For those who either think that Hillary Clinton will challenge Barack Obama in a primary fight or replace Joe Biden on the ticket in 2012, the Secretary of State has news for you.  Clinton told the BBC that she has had enough of the “merry-go-round” of public service, and that she wants nothing more than to retire from public life in 2013:

She’s in good health from yoga and exercise, but Secretary of State Hillary Clinton says she’s tired by the “merry-go-round” of public life and ready to get off it for good at the end of President Barack Obama’s first term.

“I think that I am a pretty normal, average person, despite all of the hype,” Clinton said in an interview with the BBC conducted Thursday. “And I am very interested in spending time with my friends and my family and not being on the merry-go-round all the time.”

That, she said, is why she plans to “move on and return to private life at the end of what will be a very intense period of activity and work in the next 18 months.”

Clinton has made similar comments in several interviews this year, but this time they were unprompted, coming in response to a question about what the general public might not know about her.

Color me … skeptical.  For one thing, her husband doesn’t seem ready for the quiet life on the farm.  The former President hasn’t attempted to insinuate himself into policy issues the way Jimmy Carter has done, but Bill has been more than ready to engage in political fights … or pretty much any other activity that guarantees he gets in front of the cameras.  It was just a few months ago that the Clinton not on the “merry-go-round” took one last ride at the White House podium as the current President attended a Christmas party.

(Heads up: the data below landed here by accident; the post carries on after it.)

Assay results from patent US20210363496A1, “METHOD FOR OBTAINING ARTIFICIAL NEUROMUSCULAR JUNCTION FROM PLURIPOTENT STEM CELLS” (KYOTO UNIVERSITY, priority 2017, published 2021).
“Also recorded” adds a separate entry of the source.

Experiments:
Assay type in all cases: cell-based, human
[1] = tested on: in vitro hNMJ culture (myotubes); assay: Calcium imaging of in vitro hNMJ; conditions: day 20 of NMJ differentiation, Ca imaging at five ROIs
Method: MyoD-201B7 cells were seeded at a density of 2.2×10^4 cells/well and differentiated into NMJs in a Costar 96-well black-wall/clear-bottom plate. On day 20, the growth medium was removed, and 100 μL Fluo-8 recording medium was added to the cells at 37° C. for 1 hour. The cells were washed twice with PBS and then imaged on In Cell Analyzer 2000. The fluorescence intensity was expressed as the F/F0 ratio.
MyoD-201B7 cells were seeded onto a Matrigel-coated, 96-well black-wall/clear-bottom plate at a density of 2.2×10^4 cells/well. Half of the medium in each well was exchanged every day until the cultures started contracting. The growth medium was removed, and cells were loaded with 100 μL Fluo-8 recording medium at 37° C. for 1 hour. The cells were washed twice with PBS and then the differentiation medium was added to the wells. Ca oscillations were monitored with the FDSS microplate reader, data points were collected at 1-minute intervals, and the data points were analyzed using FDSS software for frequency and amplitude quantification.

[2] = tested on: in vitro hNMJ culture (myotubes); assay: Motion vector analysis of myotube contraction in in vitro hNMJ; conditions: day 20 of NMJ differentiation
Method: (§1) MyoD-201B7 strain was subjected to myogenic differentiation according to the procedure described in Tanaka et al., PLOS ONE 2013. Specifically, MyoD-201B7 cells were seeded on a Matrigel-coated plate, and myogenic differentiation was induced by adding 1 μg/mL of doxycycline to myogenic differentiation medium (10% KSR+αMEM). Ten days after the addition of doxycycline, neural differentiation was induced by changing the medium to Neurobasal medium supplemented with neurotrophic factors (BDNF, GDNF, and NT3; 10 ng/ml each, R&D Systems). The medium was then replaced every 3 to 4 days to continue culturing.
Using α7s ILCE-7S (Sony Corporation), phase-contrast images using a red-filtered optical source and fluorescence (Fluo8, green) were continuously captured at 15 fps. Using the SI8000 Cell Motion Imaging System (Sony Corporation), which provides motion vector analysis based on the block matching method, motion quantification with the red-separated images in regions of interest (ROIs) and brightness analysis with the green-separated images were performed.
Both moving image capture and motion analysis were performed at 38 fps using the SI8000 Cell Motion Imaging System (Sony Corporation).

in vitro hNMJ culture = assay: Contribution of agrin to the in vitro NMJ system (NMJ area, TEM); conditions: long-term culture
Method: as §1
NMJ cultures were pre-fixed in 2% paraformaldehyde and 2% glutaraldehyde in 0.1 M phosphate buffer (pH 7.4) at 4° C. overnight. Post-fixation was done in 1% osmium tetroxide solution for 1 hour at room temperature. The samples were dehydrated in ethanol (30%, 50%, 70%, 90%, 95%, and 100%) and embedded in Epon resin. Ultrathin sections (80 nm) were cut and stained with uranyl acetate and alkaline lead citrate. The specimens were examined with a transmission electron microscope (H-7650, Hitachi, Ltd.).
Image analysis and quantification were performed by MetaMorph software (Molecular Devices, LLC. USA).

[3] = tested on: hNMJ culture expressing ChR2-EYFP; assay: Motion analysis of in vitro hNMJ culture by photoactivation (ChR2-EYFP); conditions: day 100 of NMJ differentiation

It’s not unusual for Cabinet members to leave in a President’s second term.  Cabinet jobs are grueling affairs, particularly the Secretary of State, and that particularly in wartime.  However, announcing her departure in such clear language eighteen months early seems a little unusual, and perhaps a not-so-subtle signal of exhaustion not from the job but from Obama.  I don’t recall Colin Powell talking about his retirement plans in mid-2003, for example — and if he had, the press would have immediately cast it as a sign of dissent within the Bush administration.  Given the bumbling manner in which this administration has handled the Middle East in particular this year — TNR publisher Marty Peretz goes on at length about it today — it’s at least a valid question.

Will Hillary do what her husband seems incapable of successfully accomplishing — return to the life of a private citizen?  Neither of them have been private citizens in almost 30 years now, so it seems a long shot, but possible.  She will be 64 this year, and 65 when 2013 comes.  If she wanted to run for President, Hillary would have to distance herself from the mess Obama has made of foreign policy during her tenure at State and convince voters to back a 69-year-old candidate whose executive experience is far from extensive, and who only won two elections in her life as a carpetbagger to ultra-safe New York.  She may have no other choice.

Update: Should have been “retire from public life,” not to.  Corrected now.